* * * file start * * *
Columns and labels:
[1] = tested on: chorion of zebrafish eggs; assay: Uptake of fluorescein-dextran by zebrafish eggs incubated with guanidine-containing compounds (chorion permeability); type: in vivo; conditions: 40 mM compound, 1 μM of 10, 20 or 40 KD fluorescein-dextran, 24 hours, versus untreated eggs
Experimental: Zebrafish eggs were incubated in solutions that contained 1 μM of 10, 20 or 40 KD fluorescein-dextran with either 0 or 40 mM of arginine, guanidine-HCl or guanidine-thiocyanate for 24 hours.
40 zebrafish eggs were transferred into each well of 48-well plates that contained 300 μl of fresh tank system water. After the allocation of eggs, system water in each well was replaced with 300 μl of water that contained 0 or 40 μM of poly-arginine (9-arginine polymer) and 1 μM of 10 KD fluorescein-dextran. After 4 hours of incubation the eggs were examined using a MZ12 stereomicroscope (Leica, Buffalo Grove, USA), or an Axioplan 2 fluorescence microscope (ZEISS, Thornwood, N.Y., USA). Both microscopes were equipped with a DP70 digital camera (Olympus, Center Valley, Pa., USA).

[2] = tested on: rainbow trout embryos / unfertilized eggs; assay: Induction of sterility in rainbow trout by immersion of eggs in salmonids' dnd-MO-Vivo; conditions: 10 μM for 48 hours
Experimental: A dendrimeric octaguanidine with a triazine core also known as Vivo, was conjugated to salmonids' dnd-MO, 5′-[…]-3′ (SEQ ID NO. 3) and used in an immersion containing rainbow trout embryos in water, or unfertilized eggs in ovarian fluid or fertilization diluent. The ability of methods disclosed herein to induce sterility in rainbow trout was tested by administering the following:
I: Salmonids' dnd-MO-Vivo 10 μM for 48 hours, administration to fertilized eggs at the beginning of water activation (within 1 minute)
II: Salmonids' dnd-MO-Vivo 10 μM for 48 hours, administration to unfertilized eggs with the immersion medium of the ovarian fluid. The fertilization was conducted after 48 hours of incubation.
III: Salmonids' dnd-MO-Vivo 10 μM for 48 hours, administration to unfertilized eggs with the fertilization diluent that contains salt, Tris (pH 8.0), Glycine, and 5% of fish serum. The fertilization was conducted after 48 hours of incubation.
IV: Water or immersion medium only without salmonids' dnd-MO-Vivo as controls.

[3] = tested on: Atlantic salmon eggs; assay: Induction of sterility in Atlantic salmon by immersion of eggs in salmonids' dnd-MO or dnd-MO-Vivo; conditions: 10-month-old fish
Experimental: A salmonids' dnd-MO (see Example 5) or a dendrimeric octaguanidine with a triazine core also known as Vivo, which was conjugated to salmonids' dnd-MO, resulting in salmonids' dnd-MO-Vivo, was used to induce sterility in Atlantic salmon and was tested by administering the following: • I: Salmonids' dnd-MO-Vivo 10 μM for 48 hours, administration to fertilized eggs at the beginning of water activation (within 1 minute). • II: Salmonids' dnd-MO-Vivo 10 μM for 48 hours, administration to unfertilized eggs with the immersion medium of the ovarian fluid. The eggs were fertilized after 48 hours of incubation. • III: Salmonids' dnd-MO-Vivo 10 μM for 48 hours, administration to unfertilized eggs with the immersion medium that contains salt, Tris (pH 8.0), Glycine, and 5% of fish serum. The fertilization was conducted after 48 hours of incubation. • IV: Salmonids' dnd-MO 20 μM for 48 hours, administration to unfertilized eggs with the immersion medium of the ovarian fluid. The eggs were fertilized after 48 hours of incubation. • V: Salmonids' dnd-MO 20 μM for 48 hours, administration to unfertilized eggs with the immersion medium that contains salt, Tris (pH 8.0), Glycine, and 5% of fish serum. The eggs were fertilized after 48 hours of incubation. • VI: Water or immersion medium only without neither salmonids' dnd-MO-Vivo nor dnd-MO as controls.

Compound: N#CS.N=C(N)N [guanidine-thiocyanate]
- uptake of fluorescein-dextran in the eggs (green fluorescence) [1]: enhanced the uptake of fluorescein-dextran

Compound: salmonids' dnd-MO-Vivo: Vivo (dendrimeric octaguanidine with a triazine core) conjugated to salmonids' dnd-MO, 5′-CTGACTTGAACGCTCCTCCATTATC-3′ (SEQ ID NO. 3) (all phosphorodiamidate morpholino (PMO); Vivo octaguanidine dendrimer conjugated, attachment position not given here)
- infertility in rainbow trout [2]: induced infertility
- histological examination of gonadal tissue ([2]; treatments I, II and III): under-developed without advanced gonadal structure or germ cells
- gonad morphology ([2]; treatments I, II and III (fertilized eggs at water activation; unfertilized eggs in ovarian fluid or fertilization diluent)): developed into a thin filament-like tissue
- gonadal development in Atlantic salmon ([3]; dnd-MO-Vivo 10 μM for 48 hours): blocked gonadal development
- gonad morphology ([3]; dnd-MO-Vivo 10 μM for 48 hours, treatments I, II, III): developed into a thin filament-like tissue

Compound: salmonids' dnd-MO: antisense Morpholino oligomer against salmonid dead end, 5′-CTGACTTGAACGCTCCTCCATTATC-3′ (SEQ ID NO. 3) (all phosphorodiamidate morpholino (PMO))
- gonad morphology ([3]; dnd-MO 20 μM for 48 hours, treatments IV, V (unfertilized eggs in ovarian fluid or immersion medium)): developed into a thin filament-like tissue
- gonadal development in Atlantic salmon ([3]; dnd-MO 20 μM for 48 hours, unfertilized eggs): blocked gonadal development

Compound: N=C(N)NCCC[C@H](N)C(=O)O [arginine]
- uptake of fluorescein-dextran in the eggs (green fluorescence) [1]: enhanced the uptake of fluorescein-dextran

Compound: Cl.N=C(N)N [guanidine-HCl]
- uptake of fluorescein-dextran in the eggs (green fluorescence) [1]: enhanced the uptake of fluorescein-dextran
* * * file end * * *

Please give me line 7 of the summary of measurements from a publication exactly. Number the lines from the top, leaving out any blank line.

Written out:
I: Salmonids' dnd-MO-Vivo 10 μM for 48 hours, administration to fertilized eggs at the beginning of water activation (within 1 minute)